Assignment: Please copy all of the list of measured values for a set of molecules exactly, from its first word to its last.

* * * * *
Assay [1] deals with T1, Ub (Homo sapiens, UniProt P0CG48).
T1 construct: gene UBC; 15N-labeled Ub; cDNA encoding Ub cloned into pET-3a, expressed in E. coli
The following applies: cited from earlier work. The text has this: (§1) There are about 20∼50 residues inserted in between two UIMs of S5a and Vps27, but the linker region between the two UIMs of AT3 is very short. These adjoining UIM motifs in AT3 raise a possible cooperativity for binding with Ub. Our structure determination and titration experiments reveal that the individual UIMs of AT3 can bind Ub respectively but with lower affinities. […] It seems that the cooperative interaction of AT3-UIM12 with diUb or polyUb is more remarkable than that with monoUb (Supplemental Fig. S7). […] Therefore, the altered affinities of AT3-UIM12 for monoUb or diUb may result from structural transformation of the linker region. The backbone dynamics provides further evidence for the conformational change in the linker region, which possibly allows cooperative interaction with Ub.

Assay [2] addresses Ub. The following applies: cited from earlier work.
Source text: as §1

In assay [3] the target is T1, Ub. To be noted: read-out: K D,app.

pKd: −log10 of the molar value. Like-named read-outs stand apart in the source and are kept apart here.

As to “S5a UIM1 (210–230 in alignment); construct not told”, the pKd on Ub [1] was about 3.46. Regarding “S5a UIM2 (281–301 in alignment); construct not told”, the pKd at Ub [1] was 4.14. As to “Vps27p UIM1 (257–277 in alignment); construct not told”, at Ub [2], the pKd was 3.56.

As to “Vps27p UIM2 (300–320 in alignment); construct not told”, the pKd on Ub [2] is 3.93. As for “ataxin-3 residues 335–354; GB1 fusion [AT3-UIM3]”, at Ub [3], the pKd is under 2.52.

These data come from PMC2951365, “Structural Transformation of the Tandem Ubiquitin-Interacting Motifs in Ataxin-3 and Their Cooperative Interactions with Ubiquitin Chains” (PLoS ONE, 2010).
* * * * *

Assay [1] deals with T1, Ub (Homo sapiens, UniProt P0CG48).
T1 construct: gene UBC; 15N-labeled Ub; cDNA encoding Ub cloned into pET-3a, expressed in E. coli
The following applies: cited from earlier work. The text has this: (§1) There are about 20∼50 residues inserted in between two UIMs of S5a and Vps27, but the linker region between the two UIMs of AT3 is very short. These adjoining UIM motifs in AT3 raise a possible cooperativity for binding with Ub. Our structure determination and titration experiments reveal that the individual UIMs of AT3 can bind Ub respectively but with lower affinities. […] It seems that the cooperative interaction of AT3-UIM12 with diUb or polyUb is more remarkable than that with monoUb (Supplemental Fig. S7). […] Therefore, the altered affinities of AT3-UIM12 for monoUb or diUb may result from structural transformation of the linker region. The backbone dynamics provides further evidence for the conformational change in the linker region, which possibly allows cooperative interaction with Ub.

Assay [2] addresses Ub. The following applies: cited from earlier work.
Source text: as §1

In assay [3] the target is T1, Ub. To be noted: read-out: K D,app.

pKd: −log10 of the molar value. Like-named read-outs stand apart in the source and are kept apart here.

As to “S5a UIM1 (210–230 in alignment); construct not told”, the pKd on Ub [1] was about 3.46. Regarding “S5a UIM2 (281–301 in alignment); construct not told”, the pKd at Ub [1] was 4.14. As to “Vps27p UIM1 (257–277 in alignment); construct not told”, at Ub [2], the pKd was 3.56.

As to “Vps27p UIM2 (300–320 in alignment); construct not told”, the pKd on Ub [2] is 3.93. As for “ataxin-3 residues 335–354; GB1 fusion [AT3-UIM3]”, at Ub [3], the pKd is under 2.52.

These data come from PMC2951365, “Structural Transformation of the Tandem Ubiquitin-Interacting Motifs in Ataxin-3 and Their Cooperative Interactions with Ubiquitin Chains” (PLoS ONE, 2010).